Why is it the rhetoric surrounding Black women is “you’re strong, and you can take it. You’ll be fine. You always are?” Yes, we will be fine on our own, but it is not because we want to, it’s because we have to be. When every other female race is given empathy in the workplace, in public, as mothers, as daughters, as sisters, and most certainly, as lovers, we have yet to feel what that compassion is like. More than often, we have our worlds fall apart at our feet and we have the unbelievably difficult task of picking up the pieces that we did not break by ourselves. Not because we want to, but because we are not afforded the same options. On a MACRO level, it is understood that the Black woman is the most disrespected and unprotected demographic on this planet, but on a MICRO level, that sentiment has not been translated; not even with our men. We die in hospital beds because our pain is not believed. Our lovers see us as this unbreakable robot that won’t feel the ache of betrayal and heartbreak. And, seemingly, police officers feel we’re bulletproof. It all stems back to slavery. Though still in bondage, a matrimonial union between a and Black man and a Black woman was the same; the man the protector and the woman the nurturer. The woman’s role to their master went far beyond the fields and/or kitchen and were faced with lose/lose decisions; fight for themselves and die leaving your family without the nurturer, or yield to become a sexual washrag only to continue with the day as if their behavior was normal and expected. Especially if she was pretty. Once returned to her slave husband, many times she received the same abuse. Being treated as property from not only their “master” but from the father of their children left them in an unyielding position in life. For Black women in this time, freedom was a layered concept. Generations later we, Black women stand at the forefront of the fight for equality, yet our screams are muffled by the world, and ourselves. Taking one for the team, specifically our team, has been a way of life that is killing us physically and emotionally. Breonna Taylor lay in her bed and was murdered by police seeking someone who was already apprehended. Said murderers have been seen at the beach as if the blood of an innocent woman isn’t on their hands. Her police report states “No Injuries.” Fact: murder is the biggest injury a human can obtain. George Floyd received global outcry while the DA of Louisville has yet to take action in her name. Although never said, but it is deeply felt that our lives are not seen as equal. We are leaders in the fight for justice and equality dating back to slavery, The Black Panthers and even today, yet we remain, somehow, in the backseat of righteousness. As lovers, we hid the truth of our men for fear of what may happen to them while still held in the chains of their disrespect, neglect and abuse all in the name of love. Our cries are muffled and silenced for fear of retribution from those who oppress us both. Outside of love, we have the unequal expectation to accept unmatched behavior or be unfairly labeled as uncompromising, difficult, or my personal favorite, a bitch. What exactly needs to be done to receive this level of human equality? Clearly, death isn’t enough.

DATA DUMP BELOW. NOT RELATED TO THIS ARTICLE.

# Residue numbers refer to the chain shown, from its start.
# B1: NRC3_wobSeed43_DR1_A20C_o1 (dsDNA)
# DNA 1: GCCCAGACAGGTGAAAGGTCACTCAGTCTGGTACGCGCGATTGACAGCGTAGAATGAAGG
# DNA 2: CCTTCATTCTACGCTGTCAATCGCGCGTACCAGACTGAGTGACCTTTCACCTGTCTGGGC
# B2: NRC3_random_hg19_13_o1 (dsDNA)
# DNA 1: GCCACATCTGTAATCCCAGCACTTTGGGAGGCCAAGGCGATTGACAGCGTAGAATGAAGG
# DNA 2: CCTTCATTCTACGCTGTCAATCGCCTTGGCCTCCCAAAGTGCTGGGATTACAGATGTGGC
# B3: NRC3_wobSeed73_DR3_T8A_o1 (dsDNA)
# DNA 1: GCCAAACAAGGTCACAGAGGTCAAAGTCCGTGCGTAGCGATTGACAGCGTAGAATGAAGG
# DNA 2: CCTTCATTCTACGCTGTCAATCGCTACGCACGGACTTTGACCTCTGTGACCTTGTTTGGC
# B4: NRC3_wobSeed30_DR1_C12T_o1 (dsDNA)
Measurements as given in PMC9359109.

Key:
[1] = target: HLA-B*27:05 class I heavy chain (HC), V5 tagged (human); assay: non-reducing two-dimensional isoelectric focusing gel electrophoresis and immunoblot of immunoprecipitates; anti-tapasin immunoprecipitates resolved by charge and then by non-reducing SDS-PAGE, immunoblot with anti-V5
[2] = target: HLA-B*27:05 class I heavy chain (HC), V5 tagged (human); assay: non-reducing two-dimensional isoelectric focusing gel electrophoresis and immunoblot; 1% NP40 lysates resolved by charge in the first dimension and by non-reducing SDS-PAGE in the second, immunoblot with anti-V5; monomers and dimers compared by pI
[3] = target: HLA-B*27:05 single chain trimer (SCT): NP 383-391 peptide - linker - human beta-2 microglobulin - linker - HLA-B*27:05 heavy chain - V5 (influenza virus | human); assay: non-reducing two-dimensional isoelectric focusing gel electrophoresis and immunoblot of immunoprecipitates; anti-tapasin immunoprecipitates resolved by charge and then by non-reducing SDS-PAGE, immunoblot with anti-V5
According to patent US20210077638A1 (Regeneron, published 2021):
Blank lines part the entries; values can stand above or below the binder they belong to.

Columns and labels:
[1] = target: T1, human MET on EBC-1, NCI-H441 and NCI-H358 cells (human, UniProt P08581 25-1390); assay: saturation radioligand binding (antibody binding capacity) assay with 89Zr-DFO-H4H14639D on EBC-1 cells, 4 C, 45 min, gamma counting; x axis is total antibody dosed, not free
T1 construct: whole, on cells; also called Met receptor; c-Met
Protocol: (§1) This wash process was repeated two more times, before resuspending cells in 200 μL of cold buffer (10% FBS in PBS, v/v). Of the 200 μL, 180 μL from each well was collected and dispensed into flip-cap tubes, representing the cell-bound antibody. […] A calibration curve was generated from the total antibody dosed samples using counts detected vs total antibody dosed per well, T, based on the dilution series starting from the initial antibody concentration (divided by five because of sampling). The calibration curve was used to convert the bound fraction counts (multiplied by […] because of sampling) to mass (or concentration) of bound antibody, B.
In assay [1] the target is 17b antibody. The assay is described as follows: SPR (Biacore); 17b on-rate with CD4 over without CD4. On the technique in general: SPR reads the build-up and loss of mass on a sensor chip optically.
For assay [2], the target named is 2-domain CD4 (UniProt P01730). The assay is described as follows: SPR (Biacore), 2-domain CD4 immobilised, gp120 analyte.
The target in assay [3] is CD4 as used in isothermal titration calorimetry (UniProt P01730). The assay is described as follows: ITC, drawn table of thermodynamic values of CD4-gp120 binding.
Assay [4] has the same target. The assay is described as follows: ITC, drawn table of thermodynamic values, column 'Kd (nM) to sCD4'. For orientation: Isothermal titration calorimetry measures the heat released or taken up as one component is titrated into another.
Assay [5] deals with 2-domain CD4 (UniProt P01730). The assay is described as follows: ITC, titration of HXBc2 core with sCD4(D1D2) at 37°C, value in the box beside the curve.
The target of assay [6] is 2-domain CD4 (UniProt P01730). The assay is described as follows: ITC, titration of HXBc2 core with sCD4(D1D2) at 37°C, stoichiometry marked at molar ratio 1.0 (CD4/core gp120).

While no unjust death is greater than the next, equal outcry and justice should be placed on all no matter race, or gender. For Black women, achieving this equality is simple; Hear us when we cry and know that though tears may not be seen, we still ache the same. Love and hold us with the same tenderness given to you even when it is not deserved. Respect our opinions and intellect as equal counterparts. Finally, deliver justice when injustice is so evidently clear.
It has been 150 days since the murder of Breonna Taylor and it’s a good fucking day to arrest the damn cops that murdered her. Sandra Bland, Atatiana Jefferson, Breonna Taylor to sadly name a few.
Say their names and all our names.